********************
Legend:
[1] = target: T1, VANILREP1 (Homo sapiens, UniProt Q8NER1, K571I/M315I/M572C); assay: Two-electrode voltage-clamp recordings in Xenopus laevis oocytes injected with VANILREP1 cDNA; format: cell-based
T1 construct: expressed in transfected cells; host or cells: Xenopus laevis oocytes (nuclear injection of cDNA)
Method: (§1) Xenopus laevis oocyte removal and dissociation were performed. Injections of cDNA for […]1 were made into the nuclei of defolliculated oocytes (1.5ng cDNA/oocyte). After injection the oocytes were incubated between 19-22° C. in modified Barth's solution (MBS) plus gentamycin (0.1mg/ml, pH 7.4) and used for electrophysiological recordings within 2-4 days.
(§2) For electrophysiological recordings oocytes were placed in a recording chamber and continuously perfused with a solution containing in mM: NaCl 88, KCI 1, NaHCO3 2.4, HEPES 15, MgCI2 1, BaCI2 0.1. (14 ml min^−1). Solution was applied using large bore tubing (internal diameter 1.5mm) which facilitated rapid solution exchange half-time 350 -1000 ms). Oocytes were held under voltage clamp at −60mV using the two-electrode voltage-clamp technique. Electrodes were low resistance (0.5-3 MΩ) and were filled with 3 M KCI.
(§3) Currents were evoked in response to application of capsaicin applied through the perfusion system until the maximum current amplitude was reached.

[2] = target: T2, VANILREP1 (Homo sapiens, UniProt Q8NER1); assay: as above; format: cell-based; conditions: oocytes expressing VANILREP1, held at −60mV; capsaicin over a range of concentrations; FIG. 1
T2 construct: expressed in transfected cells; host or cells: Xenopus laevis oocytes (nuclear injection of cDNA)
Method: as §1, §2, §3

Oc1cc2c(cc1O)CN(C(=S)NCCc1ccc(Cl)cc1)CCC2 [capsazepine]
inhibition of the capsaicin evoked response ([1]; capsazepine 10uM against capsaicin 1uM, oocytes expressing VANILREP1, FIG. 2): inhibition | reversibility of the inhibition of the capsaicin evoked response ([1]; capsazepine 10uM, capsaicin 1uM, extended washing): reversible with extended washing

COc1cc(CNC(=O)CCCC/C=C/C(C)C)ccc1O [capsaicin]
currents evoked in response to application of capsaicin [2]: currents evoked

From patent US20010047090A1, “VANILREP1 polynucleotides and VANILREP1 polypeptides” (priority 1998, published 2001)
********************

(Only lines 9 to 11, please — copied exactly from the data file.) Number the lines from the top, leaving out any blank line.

Method: as §1, §2, §3

Oc1cc2c(cc1O)CN(C(=S)NCCc1ccc(Cl)cc1)CCC2 [capsazepine]
inhibition of the capsaicin evoked response ([1]; capsazepine 10uM against capsaicin 1uM, oocytes expressing VANILREP1, FIG. 2): inhibition | reversibility of the inhibition of the capsaicin evoked response ([1]; capsazepine 10uM, capsaicin 1uM, extended washing): reversible with extended washing